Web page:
Skip to comments.Priest: Shoplifting is 'Least Worst Option' for Poor (Says that shoplifting is morally justifiable)
Posted on 12/23/2009 1:33:21 PM PST by SeekAndFind
A Church of England priest has found himself at the center of controversy after he told his congregation it was morally justifiable for the poor to shoplift.
Father Tim Jones of St. Lawrence and Hilda Church in York said this week that he did not believe it was right for people to shoplift but maintained it was the least worst option for people in desperate situations.
He gave the example of prisoners being released from prison without benefits or other financial assistance, saying it was for better for people in such circumstances to turn to shoplifting from large retailers rather than prostitution, mugging or burglary.
My advice does not contradict the Bibles eighth commandment because Gods love for the poor and despised outweighs the property rights of the rich, he said in a sermon Sunday.
A spokesman for supermarket chain Asda, in response, argued that shoplifting affected hardworking store staff more than the rich.
Maybe Father Tim Jones could repeat his sermon at our York store and see what reaction he gets? he was quoted as saying by the York Press. Hes one psalm short of a sermon!
Jones was also criticized by the North Yorkshire Police, who reminded the priest it was a criminal offence to steal. A spokesperson for the force was quoted by the Metro as saying it was highly irresponsible of a priest to justify this course of action under any circumstances.
Speaking on behalf of the Anglican Diocese of York, Archdeacon of York the Venerable Richard Seed said the Church of England does not advise anyone to shoplift or break the law in any way.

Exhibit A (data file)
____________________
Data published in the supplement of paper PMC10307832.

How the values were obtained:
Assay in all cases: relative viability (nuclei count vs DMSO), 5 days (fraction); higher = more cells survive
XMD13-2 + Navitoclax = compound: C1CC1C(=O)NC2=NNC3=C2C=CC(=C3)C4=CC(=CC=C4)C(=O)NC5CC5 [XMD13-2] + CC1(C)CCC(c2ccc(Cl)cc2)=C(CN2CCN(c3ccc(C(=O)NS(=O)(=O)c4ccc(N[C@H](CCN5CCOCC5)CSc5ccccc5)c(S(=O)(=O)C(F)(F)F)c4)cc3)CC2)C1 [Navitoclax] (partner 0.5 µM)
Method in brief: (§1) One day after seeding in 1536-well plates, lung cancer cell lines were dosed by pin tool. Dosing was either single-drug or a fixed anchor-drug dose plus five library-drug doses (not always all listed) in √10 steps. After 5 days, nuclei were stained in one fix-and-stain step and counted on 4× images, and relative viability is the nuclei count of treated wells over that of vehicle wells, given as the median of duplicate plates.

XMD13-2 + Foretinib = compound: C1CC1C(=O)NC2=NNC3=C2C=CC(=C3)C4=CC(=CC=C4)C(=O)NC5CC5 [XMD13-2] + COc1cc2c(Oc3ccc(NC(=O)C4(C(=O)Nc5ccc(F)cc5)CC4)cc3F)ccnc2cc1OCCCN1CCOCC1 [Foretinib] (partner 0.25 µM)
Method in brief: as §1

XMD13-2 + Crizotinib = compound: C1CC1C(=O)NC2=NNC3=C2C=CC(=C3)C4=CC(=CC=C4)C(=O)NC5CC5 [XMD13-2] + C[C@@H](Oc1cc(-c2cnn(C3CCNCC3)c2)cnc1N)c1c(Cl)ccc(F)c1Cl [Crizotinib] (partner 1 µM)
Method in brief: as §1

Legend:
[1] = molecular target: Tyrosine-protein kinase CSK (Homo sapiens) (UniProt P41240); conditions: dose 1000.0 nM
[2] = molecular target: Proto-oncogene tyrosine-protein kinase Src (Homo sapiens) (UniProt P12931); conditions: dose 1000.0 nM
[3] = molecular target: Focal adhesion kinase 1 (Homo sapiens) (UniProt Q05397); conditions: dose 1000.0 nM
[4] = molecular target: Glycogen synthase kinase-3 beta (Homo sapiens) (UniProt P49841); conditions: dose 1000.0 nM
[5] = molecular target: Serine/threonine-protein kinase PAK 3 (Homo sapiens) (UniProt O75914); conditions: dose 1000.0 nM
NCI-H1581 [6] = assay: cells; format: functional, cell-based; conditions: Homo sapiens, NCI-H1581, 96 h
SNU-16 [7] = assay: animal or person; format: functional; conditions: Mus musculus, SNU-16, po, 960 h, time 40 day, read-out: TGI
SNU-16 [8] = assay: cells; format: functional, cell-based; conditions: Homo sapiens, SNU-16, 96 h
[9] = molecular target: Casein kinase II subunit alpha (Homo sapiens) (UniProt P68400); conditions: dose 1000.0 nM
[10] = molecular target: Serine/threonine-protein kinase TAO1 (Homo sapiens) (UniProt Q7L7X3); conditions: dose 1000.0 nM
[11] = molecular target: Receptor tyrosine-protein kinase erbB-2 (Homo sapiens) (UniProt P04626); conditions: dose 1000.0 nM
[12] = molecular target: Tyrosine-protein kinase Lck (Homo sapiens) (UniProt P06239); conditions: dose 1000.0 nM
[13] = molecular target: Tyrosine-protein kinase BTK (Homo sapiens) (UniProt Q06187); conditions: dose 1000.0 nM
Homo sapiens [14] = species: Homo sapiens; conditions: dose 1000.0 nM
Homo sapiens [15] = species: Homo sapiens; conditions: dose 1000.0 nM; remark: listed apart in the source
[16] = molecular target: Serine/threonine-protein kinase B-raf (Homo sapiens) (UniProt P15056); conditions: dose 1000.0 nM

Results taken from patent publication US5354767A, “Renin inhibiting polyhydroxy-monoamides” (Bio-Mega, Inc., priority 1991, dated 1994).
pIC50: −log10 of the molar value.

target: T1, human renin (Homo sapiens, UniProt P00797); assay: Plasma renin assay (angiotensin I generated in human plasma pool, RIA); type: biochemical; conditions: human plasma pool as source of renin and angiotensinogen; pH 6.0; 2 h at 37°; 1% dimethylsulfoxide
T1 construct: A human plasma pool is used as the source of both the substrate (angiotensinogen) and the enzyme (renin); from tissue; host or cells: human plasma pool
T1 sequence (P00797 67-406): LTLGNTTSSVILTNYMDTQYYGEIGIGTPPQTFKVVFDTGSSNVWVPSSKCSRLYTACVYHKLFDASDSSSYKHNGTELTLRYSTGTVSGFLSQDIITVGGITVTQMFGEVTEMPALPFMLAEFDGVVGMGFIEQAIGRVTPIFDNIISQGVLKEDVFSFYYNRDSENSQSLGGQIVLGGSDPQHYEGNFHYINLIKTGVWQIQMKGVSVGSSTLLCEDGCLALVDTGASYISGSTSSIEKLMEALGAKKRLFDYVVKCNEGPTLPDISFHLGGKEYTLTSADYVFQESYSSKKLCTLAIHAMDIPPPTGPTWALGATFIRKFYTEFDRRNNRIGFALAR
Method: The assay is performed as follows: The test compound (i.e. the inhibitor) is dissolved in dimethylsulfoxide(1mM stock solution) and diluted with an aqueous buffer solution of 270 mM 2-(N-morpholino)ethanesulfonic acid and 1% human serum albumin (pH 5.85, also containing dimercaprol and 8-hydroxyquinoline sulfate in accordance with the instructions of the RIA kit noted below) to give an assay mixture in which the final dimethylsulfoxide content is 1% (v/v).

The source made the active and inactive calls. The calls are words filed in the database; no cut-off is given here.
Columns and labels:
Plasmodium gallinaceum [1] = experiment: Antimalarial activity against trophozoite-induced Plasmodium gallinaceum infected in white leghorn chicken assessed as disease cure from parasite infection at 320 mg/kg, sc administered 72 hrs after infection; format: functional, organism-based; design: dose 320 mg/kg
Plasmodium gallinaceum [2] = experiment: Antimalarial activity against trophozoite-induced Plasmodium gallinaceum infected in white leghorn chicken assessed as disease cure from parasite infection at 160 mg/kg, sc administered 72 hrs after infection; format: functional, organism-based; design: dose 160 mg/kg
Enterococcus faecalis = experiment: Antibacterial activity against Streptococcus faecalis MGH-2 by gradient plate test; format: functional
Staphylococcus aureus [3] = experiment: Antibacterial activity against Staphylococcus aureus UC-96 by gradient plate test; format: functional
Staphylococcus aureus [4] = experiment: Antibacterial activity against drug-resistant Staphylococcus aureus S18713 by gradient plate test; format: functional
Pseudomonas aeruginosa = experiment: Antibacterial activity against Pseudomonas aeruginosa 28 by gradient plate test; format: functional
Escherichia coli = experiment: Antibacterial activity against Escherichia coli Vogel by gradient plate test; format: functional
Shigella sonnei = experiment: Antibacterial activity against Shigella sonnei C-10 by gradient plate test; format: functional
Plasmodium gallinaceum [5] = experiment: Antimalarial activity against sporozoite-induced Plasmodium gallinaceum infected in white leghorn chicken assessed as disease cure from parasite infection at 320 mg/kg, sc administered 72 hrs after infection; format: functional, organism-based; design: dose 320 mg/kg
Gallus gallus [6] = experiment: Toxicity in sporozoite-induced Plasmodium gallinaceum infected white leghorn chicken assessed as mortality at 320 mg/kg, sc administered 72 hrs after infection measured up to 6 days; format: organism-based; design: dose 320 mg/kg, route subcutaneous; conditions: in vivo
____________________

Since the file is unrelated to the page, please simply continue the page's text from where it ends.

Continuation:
Fr. Tim Jones is raising important issues about the difficulties people face when benefits are not forthcoming, but shoplifting is not the way to overcome these difficulties, he said.
There are many organizations and charities working with people in need, and the Citizens Advice Bureau is a good first place to call, Seed added.
Remember in the old days,, the priest would ask for donations, or try to find ways to help the poor? Now they teach them to steal, to violate a commandment.
We’re down to only 9 commandments now?
"Keep deception and lies far from me, Give me neither poverty nor riches; Feed me with the food that is my portion, That I not be full and deny You and say, 'Who is the LORD?' Or that I not be in want and steal, And profane the name of my God."
Thou Shalt Steal:
parsy, who wonders who the thieves are sometimes
Think I’ll go to this guy’s church and steal from the collection plate, I’m sure he won’t mind.
Inspector Javert, your services are requested at the local bakery!
Perhaps he is following the lead of the people in Washington who are about to shove this health insurance plan down our throats.
that is just another personal subjective feeling by a vile emotionalist liberal that contradicts both reason and revelation
I think stealing from a Wal-mart of Target is more morally justified than this health care bill. In I welcome people to try to steal from my store much more than voting in politicians that make it legal. I will watch my store, and will prosecute anyone who dares to steal from me, but at least they have the courage to do it while I watching.
Priest theft ok
Great moral leaders.
There is no controversy here.
He has made it plain that he doesn't believe in God, and that his "church" is not a church.
Once God departs the building, what remains is empty and irrelevant.
Granddad was reminiscing about the good old days.....................
“When I were a lad, Momma would send me down to t’corner store wi’ a dollar, and I’d come back wi’ five pounds o’ potatoes, two loaves o’ bread,
three pints o’ milk, a pound o’ cheese, a packet o’ tea, an’ ‘alf a dozen eggs.
Yer can’t do that now.
Too many damn security cameras.”
Ya can if you are a new orleans cop.
And if one of his parishioners follows his advice and gets in trouble?
Indeed, rely on the state or stealing, and not each other - or the Lord for that matter.
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